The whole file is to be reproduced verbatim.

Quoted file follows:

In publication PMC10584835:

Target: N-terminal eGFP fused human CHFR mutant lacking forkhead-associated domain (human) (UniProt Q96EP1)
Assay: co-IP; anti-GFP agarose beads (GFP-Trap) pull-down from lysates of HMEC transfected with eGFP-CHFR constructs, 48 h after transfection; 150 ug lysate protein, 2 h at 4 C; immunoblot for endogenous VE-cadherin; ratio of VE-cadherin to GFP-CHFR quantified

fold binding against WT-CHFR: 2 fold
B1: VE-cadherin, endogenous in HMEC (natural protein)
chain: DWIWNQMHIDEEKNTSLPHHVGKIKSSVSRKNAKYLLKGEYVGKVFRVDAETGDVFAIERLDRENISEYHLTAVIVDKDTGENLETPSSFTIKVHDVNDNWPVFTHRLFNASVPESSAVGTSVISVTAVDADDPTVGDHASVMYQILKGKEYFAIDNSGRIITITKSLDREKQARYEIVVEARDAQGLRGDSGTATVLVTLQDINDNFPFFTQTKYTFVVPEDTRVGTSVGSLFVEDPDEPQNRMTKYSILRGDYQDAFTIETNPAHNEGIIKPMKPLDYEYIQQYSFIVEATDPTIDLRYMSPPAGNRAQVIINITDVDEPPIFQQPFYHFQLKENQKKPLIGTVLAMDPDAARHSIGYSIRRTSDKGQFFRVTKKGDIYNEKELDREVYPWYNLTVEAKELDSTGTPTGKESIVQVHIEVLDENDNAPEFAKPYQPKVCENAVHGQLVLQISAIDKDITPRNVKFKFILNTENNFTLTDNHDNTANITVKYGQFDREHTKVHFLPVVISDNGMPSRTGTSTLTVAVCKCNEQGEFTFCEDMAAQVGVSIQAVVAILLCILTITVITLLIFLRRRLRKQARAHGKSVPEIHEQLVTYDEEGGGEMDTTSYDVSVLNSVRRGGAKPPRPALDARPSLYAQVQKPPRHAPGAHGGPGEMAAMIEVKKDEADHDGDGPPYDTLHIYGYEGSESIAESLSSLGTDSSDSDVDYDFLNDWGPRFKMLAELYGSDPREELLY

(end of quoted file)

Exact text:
In publication PMC10584835:

Target: N-terminal eGFP fused human CHFR mutant lacking forkhead-associated domain (human) (UniProt Q96EP1)
Assay: co-IP; anti-GFP agarose beads (GFP-Trap) pull-down from lysates of HMEC transfected with eGFP-CHFR constructs, 48 h after transfection; 150 ug lysate protein, 2 h at 4 C; immunoblot for endogenous VE-cadherin; ratio of VE-cadherin to GFP-CHFR quantified

fold binding against WT-CHFR: 2 fold
B1: VE-cadherin, endogenous in HMEC (natural protein)
chain: DWIWNQMHIDEEKNTSLPHHVGKIKSSVSRKNAKYLLKGEYVGKVFRVDAETGDVFAIERLDRENISEYHLTAVIVDKDTGENLETPSSFTIKVHDVNDNWPVFTHRLFNASVPESSAVGTSVISVTAVDADDPTVGDHASVMYQILKGKEYFAIDNSGRIITITKSLDREKQARYEIVVEARDAQGLRGDSGTATVLVTLQDINDNFPFFTQTKYTFVVPEDTRVGTSVGSLFVEDPDEPQNRMTKYSILRGDYQDAFTIETNPAHNEGIIKPMKPLDYEYIQQYSFIVEATDPTIDLRYMSPPAGNRAQVIINITDVDEPPIFQQPFYHFQLKENQKKPLIGTVLAMDPDAARHSIGYSIRRTSDKGQFFRVTKKGDIYNEKELDREVYPWYNLTVEAKELDSTGTPTGKESIVQVHIEVLDENDNAPEFAKPYQPKVCENAVHGQLVLQISAIDKDITPRNVKFKFILNTENNFTLTDNHDNTANITVKYGQFDREHTKVHFLPVVISDNGMPSRTGTSTLTVAVCKCNEQGEFTFCEDMAAQVGVSIQAVVAILLCILTITVITLLIFLRRRLRKQARAHGKSVPEIHEQLVTYDEEGGGEMDTTSYDVSVLNSVRRGGAKPPRPALDARPSLYAQVQKPPRHAPGAHGGPGEMAAMIEVKKDEADHDGDGPPYDTLHIYGYEGSESIAESLSSLGTDSSDSDVDYDFLNDWGPRFKMLAELYGSDPREELLY